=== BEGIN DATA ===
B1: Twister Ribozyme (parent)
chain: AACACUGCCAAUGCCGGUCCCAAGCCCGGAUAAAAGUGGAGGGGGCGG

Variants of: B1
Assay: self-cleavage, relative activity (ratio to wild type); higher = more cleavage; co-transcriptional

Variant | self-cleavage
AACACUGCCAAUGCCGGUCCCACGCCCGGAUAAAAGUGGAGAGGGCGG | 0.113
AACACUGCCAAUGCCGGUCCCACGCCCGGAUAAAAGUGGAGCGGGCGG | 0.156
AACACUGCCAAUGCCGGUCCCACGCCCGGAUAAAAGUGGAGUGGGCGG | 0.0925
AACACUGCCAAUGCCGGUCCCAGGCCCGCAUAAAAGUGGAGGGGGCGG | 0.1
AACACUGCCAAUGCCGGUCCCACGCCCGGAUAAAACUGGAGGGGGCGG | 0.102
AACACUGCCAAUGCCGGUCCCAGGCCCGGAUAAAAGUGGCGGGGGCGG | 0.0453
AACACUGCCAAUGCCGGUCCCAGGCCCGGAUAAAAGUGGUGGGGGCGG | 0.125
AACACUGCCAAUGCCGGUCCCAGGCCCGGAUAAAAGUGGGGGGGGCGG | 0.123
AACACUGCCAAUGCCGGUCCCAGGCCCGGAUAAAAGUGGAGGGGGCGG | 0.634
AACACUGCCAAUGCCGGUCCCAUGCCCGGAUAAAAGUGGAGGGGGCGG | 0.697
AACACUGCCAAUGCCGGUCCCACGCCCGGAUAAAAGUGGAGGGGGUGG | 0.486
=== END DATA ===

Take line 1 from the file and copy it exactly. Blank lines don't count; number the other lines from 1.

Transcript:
B1: Twister Ribozyme (parent)